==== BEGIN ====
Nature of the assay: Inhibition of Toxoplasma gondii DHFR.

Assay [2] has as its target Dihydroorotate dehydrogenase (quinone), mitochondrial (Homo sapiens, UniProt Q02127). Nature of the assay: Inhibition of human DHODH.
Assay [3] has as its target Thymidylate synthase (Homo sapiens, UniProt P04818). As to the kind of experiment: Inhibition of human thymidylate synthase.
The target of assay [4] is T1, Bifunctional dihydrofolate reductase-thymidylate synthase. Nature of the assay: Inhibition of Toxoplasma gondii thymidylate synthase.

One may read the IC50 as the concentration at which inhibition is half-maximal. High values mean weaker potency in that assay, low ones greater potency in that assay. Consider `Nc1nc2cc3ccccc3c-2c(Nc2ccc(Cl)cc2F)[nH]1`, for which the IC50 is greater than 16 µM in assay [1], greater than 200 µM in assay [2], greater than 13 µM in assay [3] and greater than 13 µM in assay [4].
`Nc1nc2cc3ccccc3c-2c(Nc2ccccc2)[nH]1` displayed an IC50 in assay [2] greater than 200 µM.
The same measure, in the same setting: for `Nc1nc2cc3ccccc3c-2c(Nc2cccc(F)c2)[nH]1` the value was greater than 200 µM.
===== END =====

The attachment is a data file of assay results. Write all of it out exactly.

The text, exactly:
Nature of the assay: Inhibition of Toxoplasma gondii DHFR.

Assay [2] has as its target Dihydroorotate dehydrogenase (quinone), mitochondrial (Homo sapiens, UniProt Q02127). Nature of the assay: Inhibition of human DHODH.
Assay [3] has as its target Thymidylate synthase (Homo sapiens, UniProt P04818). As to the kind of experiment: Inhibition of human thymidylate synthase.
The target of assay [4] is T1, Bifunctional dihydrofolate reductase-thymidylate synthase. Nature of the assay: Inhibition of Toxoplasma gondii thymidylate synthase.

One may read the IC50 as the concentration at which inhibition is half-maximal. High values mean weaker potency in that assay, low ones greater potency in that assay. Consider `Nc1nc2cc3ccccc3c-2c(Nc2ccc(Cl)cc2F)[nH]1`, for which the IC50 is greater than 16 µM in assay [1], greater than 200 µM in assay [2], greater than 13 µM in assay [3] and greater than 13 µM in assay [4].
`Nc1nc2cc3ccccc3c-2c(Nc2ccccc2)[nH]1` displayed an IC50 in assay [2] greater than 200 µM.
The same measure, in the same setting: for `Nc1nc2cc3ccccc3c-2c(Nc2cccc(F)c2)[nH]1` the value was greater than 200 µM.